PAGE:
Dufour, Chicago Symphony triumph with premiere of Connesson concerto
Chicago Symphony Orchestra subscription concerts aren’t usually marketed with a thematic heading, but Thursday’s program was clearly designed to celebrate all things French. Swiss-born maestro Charles Dutoit is a tireless champion of the French canon, flutist Mathieu Dufour hails from Paris, and composer Guillaume Connesson’s musical heritage is as Gallic as a Left Bank bistro.
The headliner was the premiere of Connesson’s Pour sortie au jour, an ambitious, quasi-programmatic concerto for flute and and orchestra. You know you’re in for a sonic spectacle when you see a percussion section outfitted with a bass marimba and a wind machine, among at least a dozen other instruments with an equally far-flung lineage. Connesson’s day job is “Professor of Orchestration” at the Conservatoire National de Région d’Aubervilliers, a title signaling a degree of musical specialization unknown in American academia, and a reflection of the centuries-long French obsession with instrumental color.
Whatever the concerto’s considerable cumulative merits and occasional distractions, there is certainly never a dull moment in its 22-minute span. A lesser craftsman might allow the wealth of cultural references, formal intricacies, and sweeping color palette overwhelm the customary supremacy of the concerto soloist. But as is evident from his earlier efforts in the form, Connesson understands the pecking order inherent in the genre, and he is fortunate in Dufour to have a supremely gifted and committed advocate.
The composer deftly channels a comprehensive panoply of French orchestral colorists, or at least those before Messiaen and Boulez. Familiarity with the standard impressionist repertoire is almost a liability for a listener attempting to distill an individual stylistic profile. Pairs of woodwinds are employed in textbook Ravelian fashion, and subtly ambiguous harmonies and piquant snatches of melody often recall Faure and Debussy.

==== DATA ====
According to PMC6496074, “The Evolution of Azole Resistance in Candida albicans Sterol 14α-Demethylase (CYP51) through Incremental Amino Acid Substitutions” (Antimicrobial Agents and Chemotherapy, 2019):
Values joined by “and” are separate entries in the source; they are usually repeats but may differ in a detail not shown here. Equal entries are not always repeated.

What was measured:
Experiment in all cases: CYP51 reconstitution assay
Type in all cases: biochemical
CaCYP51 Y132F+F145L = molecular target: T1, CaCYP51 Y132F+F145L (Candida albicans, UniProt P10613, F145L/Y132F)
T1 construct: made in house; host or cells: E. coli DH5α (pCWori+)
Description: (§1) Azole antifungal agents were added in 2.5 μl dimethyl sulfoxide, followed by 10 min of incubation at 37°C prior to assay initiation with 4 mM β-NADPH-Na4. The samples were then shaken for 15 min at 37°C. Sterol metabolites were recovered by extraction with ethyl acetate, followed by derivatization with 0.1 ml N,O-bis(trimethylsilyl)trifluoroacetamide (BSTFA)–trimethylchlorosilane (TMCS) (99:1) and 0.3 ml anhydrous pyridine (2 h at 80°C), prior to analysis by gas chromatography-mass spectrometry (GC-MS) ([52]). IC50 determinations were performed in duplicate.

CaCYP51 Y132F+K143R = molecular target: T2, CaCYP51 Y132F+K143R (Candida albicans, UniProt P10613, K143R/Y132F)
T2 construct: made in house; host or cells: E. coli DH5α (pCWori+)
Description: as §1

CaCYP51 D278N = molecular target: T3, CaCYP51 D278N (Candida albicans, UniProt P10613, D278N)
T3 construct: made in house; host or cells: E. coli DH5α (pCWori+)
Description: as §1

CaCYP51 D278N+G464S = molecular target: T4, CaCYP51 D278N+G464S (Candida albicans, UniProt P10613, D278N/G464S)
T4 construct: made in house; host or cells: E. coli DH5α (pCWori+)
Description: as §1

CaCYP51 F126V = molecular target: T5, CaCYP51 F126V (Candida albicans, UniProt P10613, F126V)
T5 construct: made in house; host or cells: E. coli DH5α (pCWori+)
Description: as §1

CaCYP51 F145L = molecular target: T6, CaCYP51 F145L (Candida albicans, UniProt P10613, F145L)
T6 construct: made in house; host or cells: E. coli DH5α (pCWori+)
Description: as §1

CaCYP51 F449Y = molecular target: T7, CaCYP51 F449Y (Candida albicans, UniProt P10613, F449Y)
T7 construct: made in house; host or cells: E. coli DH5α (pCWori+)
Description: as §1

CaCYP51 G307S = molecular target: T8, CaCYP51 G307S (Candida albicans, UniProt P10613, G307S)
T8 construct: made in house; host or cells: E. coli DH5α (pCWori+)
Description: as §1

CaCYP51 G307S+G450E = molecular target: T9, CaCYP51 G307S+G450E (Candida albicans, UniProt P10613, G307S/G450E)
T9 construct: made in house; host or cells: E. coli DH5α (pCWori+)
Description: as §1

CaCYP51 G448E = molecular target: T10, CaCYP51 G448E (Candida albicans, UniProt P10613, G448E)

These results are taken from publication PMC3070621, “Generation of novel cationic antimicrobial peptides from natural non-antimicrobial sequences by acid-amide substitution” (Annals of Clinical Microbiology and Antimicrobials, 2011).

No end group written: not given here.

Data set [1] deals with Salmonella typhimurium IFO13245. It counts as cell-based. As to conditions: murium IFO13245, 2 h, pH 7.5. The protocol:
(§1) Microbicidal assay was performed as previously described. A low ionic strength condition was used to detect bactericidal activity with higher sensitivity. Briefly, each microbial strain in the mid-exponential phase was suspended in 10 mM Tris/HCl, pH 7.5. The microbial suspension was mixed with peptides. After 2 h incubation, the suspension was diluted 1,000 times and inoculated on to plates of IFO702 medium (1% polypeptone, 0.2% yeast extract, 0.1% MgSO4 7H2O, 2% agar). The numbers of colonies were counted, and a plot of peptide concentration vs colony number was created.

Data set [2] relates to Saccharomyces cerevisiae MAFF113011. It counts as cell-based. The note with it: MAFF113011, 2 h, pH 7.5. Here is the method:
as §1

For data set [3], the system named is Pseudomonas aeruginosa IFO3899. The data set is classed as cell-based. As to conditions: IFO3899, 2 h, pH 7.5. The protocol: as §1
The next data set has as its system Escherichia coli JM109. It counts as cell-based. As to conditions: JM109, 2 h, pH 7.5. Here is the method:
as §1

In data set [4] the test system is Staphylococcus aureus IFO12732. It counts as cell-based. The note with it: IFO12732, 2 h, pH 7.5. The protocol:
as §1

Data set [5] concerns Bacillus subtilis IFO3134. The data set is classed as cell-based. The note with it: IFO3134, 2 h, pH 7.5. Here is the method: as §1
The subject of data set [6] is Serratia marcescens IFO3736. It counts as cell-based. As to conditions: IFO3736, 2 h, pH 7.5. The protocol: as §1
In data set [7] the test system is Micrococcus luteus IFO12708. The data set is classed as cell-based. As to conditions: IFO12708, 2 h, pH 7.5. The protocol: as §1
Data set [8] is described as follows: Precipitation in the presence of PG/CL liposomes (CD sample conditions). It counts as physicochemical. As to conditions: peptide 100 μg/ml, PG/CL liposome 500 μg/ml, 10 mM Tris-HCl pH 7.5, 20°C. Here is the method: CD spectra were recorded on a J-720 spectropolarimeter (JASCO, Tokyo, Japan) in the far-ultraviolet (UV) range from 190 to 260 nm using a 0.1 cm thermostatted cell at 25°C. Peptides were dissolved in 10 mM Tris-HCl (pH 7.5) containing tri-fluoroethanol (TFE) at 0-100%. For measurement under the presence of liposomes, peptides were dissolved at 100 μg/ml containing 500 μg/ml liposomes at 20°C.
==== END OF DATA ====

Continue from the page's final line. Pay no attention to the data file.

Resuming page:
A century ago these composers were infatuated by the “exoticism” of Spain, East Asia, and American jazz, but in this piece Connesson evocatively conjures the sensuality of North Africa with a story line derived from the Egyptian Book of the Dead. Inevitably the spirit of Scheherazade wafts through the score from time to time, an apt allusion since Rimsky-Korsakov quite literally wrote the book on orchestration.
With its detailed program, periodic stretches of rhythmic vigor, and invocations of dance, one could well imagine Pour sortie au jour repurposed as a ballet. The orchestral subsets (quartet of violas, pair of harps, batteries of percussion) suggest the specific dramatic situations mapped out in his detailed program notes, and fanciful set designs practically construct themselves.
Insofar as the sections and transitions are clearly delineated, and some gestures are recycled in the course of five linked movements, the composer maintains a clearly discernible formal cohesion. Further hearings are needed to determine if the wealth of detail overwhelms the big picture.
No such caveats need to be considered when assessing the debt of gratitude owed Dufour and Dutoit. Connesson is little known in North America, and such a high-profile premiere will surely be a considerable career boost.
A lesser soloist might have wilted under such technicolor frenzy, but Dufour’s expressive range and limitless technique served as a perfect counterweight to the orchestral behemoth at his rear flank. Dutoit clearly shares the soloist’s affection for the work, and, with rare exceptions, kept ensemble and flutist in reasonable balance. The soloist’s considerable local fan base responded with an enthusiasm rarely displayed at premiers.
Box office convention dictates that a new piece must be balanced with a marketable crowd-pleaser, a practice observed on this occasion by the most beloved French symphony in the repertoire, Saint-Säens’ Symphony No. 3 (“Organ”). Dutoit’s take was appropriately idiomatic, if not revelatory. This cautious approach didn’t dull the orchestra’s luminous and propulsive performance one bit, and organist Paul Jacobs reveled in the stentorian sonority of Orchestra Hall’s magnificent Moeller instrument.
Aside from its stirring opening Fanfare, there is not much of interest in Paul Dukas’ ballet La Péri. Even with the odd harmonic reference to his single “hit,” The Sorcerer’s Apprentice, the poéme dansé rambled aimlessly, despite the best efforts of the determined Dutoit.